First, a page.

Jazz history is rife with piano geniuses: Thelonious Monk, Bud Powell, Cecil Taylor, Herbie Nichols, and so many others. But aside from the monolithic figure of Art Tatum few if any have succeeded in blending virtuosity, imagination and a complete command of the instrument like Jaki Byard did. His senseless murder last year marked the demise of an instrumental intellect virtually unparalleled not just in Jazz, but in modern music as a whole. All that is left now are the memories and recordings he left behind, but fortunately in terms of the latter there is much to choose from. The release of this recent Prestige reissue makes even more material available for perusal.
Packing in nearly 80 minutes of music this disc pairs two somewhat disparate sessions. Actually in the larger scheme all of Byard’s sessions were disparate. His fertile mind was filled with so many influences and ideas that a single tune could incorporate everything from stride, to bop, to free improvisation, to pop melodies. Solo Byard sessions are no longer the rarity they once were when the first session was released. In the intervening years he recorded prolifically in just such a setting for labels like Muse, Soul Note, Concord and Leo. But this session for Prestige was the first and all of Byard’s ingenuity is on display even on this pioneering date. The highlights are numerous, but one of the most arresting moments occurs during the opening dissonance of “New Orleans Strut,” which eventually segues into a undulating bluesy roll.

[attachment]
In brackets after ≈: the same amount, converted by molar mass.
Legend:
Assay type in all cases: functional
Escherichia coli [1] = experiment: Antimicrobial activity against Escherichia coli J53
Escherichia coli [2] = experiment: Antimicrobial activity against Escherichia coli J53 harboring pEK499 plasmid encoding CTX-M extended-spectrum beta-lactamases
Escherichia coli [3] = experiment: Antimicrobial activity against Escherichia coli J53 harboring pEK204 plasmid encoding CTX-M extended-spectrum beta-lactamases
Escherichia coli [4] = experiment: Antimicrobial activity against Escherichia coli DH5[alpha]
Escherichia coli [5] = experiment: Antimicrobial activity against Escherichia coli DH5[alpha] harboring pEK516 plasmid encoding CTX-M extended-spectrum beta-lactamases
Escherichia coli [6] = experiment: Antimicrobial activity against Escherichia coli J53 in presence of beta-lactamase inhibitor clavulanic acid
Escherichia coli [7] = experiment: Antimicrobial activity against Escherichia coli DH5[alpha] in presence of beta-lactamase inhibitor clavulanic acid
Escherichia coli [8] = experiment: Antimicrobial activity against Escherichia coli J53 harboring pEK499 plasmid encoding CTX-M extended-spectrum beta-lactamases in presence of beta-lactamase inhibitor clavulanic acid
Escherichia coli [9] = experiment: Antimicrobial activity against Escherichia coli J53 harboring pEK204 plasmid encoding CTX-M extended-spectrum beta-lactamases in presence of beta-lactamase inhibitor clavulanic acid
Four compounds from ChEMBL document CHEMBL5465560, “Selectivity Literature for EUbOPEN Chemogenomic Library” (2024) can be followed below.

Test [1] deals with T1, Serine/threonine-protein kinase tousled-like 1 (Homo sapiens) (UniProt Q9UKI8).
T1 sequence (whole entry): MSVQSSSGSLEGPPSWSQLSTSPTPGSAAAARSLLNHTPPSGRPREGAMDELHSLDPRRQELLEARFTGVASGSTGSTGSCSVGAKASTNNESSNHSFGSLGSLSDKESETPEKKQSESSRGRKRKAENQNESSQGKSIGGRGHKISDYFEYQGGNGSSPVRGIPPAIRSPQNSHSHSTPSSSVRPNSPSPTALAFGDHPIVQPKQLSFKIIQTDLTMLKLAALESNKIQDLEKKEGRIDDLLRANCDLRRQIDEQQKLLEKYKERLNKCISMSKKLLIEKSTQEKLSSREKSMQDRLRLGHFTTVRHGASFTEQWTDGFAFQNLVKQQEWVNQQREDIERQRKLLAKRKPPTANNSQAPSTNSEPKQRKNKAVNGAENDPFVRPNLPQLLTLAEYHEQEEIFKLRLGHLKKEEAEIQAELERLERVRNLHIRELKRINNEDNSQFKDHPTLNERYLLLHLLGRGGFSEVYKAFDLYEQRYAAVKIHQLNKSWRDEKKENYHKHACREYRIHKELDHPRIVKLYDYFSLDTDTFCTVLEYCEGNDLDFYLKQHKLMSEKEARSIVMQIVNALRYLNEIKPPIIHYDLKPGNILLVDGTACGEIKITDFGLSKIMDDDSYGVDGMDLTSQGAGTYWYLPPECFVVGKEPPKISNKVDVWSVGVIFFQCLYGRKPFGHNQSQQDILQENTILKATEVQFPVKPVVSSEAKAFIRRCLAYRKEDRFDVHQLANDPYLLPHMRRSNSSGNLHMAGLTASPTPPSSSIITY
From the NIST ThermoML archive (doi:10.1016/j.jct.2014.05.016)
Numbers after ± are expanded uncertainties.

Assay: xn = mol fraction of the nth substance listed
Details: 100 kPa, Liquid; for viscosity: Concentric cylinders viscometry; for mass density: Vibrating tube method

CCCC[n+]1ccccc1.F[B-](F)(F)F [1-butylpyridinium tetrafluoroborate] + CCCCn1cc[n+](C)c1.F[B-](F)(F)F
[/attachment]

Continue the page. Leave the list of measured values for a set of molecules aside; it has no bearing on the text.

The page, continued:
The second session takes the ‘with strings’ template made first made widely fashionable by Charlie Parker and turns it on it’s ear enlisting the aid of a diverse cadre of musicians. Nance, the senior of the group, first made his mark as principal trumpet in Duke Ellington’s Orchestra, but here he favors his second instrument. His work, particularly on “Falling Rains of Life” evidences folksy delicacy that meshes beautiful with Byard’s lyrical chords. He even takes time to bark out a vocal turn on the playful, if somewhat prosaic “Ray’s Blues.” Conversely Ron Carter is featured on his own first instrument, the cello. Benson (in a very different bag that the one he was to take later in his career) and Davis round out the strings and Dawson’s drum kit drives the percussive end. The two lengthiest pieces “How High the Moon” and “Cat’s Cradle Conference Bag” allow for a startling array of group permutations and Byard’s layered arrangements of both audibly challenge the players with their complexity.
One unsolved mystery is Fantasy’s decision to blend the original albums together in terms of sequencing. Were they concerned that the solo piano pieces wouldn’t hold listeners’ interest if presented in succession? The answer is unclear, but as it stands while the order does break things up and provide nice contrast between Byard alone and with company, it also abolishes the original continuity. This is a minor quibble however and what’s most important is that all of this music is finally returned to circulation. For this the folks at Fantasy should be commended.